Peter Ewer

Peter Ewer lives in Melbourne, Australia. He has published four books of Australian history, and his articles appear in academic journals in Australia, the UK and the US. He holds a doctorate from RMIT University, Melbourne, and this is his second work of poetry, having previously been published by Outlaw Poetry in February 2018. He thinks we better start taking an interest in the condition of the world, because the planet is dying.

White nectarines

They’re good this year:

Not the tasteless cannonballs of flour

Masquerading as fruit

You get too often,

these days.

No:

Proper fruit for sure this summer

Sweet and yielding,

Miraculous really

Given the industrial apparatus

Clanking fumes and pesticide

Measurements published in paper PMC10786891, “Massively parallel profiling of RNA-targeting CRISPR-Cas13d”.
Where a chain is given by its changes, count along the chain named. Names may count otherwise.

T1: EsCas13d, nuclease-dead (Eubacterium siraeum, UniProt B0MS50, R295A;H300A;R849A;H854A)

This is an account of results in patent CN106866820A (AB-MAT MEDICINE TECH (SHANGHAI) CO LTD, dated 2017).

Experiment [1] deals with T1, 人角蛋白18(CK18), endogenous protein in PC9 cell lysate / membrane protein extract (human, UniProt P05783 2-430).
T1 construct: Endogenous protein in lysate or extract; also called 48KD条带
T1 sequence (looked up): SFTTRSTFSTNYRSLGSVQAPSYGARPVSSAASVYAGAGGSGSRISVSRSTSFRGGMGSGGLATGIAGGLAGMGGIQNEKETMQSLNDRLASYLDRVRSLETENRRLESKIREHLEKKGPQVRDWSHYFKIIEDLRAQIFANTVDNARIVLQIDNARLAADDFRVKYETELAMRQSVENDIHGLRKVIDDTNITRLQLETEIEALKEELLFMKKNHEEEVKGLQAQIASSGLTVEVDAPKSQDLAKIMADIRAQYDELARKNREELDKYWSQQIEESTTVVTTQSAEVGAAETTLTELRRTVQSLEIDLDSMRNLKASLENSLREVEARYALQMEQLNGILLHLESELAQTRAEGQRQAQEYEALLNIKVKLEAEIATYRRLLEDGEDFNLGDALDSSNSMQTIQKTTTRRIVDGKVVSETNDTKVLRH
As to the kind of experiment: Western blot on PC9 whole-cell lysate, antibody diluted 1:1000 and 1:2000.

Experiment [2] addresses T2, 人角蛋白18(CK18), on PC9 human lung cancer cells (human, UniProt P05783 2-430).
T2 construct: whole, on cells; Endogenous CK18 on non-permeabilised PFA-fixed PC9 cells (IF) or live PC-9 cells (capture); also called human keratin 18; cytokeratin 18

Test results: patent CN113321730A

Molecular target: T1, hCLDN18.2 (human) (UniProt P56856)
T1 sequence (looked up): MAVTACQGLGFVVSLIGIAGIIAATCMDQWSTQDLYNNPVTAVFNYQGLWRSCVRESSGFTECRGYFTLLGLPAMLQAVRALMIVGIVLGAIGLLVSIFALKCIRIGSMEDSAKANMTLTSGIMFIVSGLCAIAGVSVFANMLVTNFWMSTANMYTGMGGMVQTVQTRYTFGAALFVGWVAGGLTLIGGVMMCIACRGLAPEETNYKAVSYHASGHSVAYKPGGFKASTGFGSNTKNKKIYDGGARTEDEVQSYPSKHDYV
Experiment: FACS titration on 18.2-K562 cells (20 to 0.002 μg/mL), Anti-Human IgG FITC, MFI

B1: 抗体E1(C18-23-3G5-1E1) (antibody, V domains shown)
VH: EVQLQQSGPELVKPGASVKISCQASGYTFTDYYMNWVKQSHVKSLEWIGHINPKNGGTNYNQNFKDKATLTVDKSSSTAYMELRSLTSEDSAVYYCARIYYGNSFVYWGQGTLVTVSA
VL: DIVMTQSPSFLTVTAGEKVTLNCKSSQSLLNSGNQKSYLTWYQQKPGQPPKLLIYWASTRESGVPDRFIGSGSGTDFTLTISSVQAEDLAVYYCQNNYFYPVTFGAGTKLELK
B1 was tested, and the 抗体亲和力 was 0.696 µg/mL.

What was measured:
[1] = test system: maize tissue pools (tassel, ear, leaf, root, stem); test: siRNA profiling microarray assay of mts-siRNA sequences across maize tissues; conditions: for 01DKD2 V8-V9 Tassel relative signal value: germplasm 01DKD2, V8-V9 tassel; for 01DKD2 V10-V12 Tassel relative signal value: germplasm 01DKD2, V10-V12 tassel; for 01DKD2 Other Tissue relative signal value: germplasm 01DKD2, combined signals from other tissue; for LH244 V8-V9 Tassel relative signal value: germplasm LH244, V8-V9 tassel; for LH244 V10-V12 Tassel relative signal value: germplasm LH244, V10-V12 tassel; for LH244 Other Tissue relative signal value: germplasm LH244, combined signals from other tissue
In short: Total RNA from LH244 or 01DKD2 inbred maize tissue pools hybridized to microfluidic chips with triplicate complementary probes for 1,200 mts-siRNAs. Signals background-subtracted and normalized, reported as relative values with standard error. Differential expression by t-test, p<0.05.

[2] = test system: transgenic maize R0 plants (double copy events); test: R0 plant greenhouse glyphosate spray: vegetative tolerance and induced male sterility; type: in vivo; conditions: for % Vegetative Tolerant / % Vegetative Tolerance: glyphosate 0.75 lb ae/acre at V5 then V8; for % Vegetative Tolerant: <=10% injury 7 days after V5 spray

That got them to my table

But perhaps it should be said

Not for so much longer

Because they’re dying, you know

The bees on which the trees rely

No-one quite knows why:

Exhausted by mechanical pretence,

I shouldn’t wonder

Whatever (an exclamation for the age, if ever one was apposite)

I bought them for your breakfast

The one that never came:

We expired

Not failed

But ran our natural course

Between the retail act,

And the moment in the morning

When I might wash and quarter

A lustrous scarlet globe

And offer it

Votive

On a white china plate

With a cup of tea

Upon the bedside table

Strange

The tasteless fruit

A silent hive

Of all the barren years ahead

Might have been more in keeping

With the temper of that day

And the solitude of morning